Custodians in Ireland are enjoying a growth in assets as new regulations like the AIFMD bring business. But Nicholas Pratt discovers there may still be pricing pains along the way.
The last five years have been far kinder to the Irish funds industry than to the rest of the country. Its funds industry will say that the country’s sovereign rating has borne little relation to the stability of the funds sector. And even before Ireland’s exit from the EU/IMF bailout in December 2013, figures showed that service providers in the funds industry were enjoying continued growth.
According to findings from independent research company Monterey Insight, fund assets serviced in Ireland rose 11.9% from end of June 2012 to reach €1,582 billion at June 2013. For custodians, the majority of these assets were under the custody of the North American players, which took the top five positions in terms of total net assets (see table). Regulation – particularly the Alternative Investment Fund Managers Directive (AIFMD) – has been a major contributor to growth, especially as its implementation approaches.
Anne Deegan, managing director of SEI Investments Trustee and Custodial Services (Ireland), says that October 2013 saw a sharp rise in demand as clients started to address their AIFMD applications. At the beginning of 2014, their attention turned to due diligence of service providers, with some needing a depositary.
Buoyed by greater certainty around regulatory change, there are also more managers launching products, says Carin Bryan, managing director, JP Morgan Bank (Ireland). “In particular, we have seen new US alternative managers launching products in Ireland, looking to replicate the success they have seen in accessing US pension fund money through either an alternative or a Ucits fund structure.”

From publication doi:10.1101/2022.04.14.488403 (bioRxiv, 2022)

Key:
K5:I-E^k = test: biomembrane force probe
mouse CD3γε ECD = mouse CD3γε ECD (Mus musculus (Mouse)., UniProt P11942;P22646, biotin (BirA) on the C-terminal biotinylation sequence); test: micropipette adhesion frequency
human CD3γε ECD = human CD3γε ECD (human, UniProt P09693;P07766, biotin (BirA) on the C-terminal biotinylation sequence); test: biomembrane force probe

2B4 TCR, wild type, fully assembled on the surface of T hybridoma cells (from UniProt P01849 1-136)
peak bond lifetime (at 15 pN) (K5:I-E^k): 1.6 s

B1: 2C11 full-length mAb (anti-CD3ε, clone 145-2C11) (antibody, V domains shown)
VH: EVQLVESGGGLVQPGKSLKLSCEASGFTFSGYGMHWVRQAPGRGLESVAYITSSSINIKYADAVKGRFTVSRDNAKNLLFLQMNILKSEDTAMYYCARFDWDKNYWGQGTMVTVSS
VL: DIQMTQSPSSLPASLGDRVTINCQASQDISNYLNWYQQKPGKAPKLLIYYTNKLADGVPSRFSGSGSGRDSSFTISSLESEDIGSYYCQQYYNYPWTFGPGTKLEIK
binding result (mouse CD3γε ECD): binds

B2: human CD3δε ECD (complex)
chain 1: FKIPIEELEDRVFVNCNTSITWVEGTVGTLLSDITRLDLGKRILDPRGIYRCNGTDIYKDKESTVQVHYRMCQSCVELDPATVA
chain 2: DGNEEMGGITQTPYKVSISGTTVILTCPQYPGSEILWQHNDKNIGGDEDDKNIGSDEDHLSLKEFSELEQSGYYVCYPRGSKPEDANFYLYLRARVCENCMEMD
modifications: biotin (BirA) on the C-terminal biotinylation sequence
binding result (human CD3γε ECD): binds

Growth has not been limited to the US providers. Michael Clifford, general manager of Societe Generale’s Dublin branch, says there has been growth in real estate funds investing in Irish property, helped by the rebound in property prices and tax rates.
For depositaries and custodians – there are 23 operating in Ireland – the AIFMD has meant a complete re-engineering of depositary operating models, according to Mark Mannion, head of relationship management in Europe, Middle East and Africa at BNY Mellon. Prior to AIFMD, the depositary was required to provide a limited oversight role to non-Ucits structures, which tended to have very few investment restrictions. But now, the depositary is obliged to provide cash monitoring, safekeeping and oversight services within clearly defined parameters.
This has meant building new interfaces for cash monitoring for identifying significant transactions that require further investigation, and ensuring a more thorough record-keeping facility, especially where special purpose vehicles may be involved.
Costs related to this and any other changes were expected to be offset by the high price that depositaries could charge for new AIFMD-related services. At the outset, prices in the range of 50 basis points were mentioned, say some sources. However, as the regulation has developed, this has not proved to be the case. “AIFMD pricing has been a complex affair,” Mannion says.
The AIFMD introduces the concept of restitution liability for depositaries in the event that financial assets are lost, such as in a fraud. But funds have different risk profiles. Mannion says BNY Mellon has a pricing algorithm, which looks at the capital implications associated with portfolio holdings and generates fee guidelines per market.